What is the role of physical therapy (PT) in the treatment of hemiplegic shoulder pain during the flaccid stage?

Updated: Feb 08, 2019
  • Author: Robert Gould, DO; Chief Editor: Stephen Kishner, MD, MHA  more...
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In patients with hemiplegia, ROM of the shoulder is usually lost early, so Hanger and colleagues recommended that preventive treatments begin as soon as possible, usually within the first 1-2 days poststroke. [7] Arm support and preservation of joint ROM is performed through early passive motion.

Before active rehabilitation exercises of the extremities are started, Cailliet suggests initiating trunk motions with side-to-side rolling. [10] As the patient progresses from the supine to the prone position, attempt to maintain the patient in reflex-inhibiting positions.

Gradually implement exercises to raise the arm overhead. Upon regaining the seated position, the patient begins gentle weight-bearing exercises through the impaired arm with the elbow and wrist extended, causing glenohumeral joint reduction and proprioceptive stimulation to the shoulder.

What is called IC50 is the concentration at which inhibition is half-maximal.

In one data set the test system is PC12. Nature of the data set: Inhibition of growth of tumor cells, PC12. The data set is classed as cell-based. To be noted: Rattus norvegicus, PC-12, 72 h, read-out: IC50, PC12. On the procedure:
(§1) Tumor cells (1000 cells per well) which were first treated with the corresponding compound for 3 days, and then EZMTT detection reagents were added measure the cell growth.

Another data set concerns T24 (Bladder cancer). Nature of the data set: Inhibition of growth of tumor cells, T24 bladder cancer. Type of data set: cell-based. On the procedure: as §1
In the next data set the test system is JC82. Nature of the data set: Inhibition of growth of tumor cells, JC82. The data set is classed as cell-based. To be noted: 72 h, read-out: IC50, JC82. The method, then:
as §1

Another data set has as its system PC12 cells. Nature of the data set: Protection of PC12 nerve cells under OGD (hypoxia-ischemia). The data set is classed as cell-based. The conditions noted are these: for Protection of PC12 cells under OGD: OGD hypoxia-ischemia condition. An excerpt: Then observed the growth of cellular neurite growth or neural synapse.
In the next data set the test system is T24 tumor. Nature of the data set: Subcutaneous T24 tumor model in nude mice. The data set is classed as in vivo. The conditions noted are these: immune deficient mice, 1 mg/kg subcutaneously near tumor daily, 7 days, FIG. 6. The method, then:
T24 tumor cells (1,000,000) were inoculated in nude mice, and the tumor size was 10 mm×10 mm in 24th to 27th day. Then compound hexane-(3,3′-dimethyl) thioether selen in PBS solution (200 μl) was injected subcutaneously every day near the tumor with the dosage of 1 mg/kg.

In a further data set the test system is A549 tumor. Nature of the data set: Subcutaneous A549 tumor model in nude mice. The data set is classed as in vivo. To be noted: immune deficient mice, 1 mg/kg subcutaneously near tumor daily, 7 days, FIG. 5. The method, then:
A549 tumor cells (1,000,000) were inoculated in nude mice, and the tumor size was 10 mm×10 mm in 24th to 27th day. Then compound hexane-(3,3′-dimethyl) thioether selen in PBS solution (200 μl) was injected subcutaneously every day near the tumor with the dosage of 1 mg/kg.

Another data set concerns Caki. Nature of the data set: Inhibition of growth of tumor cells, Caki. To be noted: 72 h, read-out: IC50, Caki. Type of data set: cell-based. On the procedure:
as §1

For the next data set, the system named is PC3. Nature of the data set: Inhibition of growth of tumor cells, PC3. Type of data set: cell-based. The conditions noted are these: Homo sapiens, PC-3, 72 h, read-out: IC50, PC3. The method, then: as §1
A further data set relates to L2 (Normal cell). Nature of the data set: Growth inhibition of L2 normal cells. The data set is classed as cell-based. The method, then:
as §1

Cailliet has also contended that ROM should be evaluated often because of the almost daily progression or regression of the completed stroke. [10] Full ROM does not need to be a therapeutic objective but a means for preventing contractures. Also, during passive exercises, the patient should try to assist with motions and hold positions in hopes of encouraging active control of the extremity.

Sensory stimulation, as well as NMES, can be used to initiate sensory-motor reeducation. However, if functional gains plateau because of persistent weakness, then attention may need to focus on functional retraining of the unaffected limb or, through the use of assistive devices, on achieving independence with activities of daily living (ADL). Forced extremity use or constraint therapy also may be considered.

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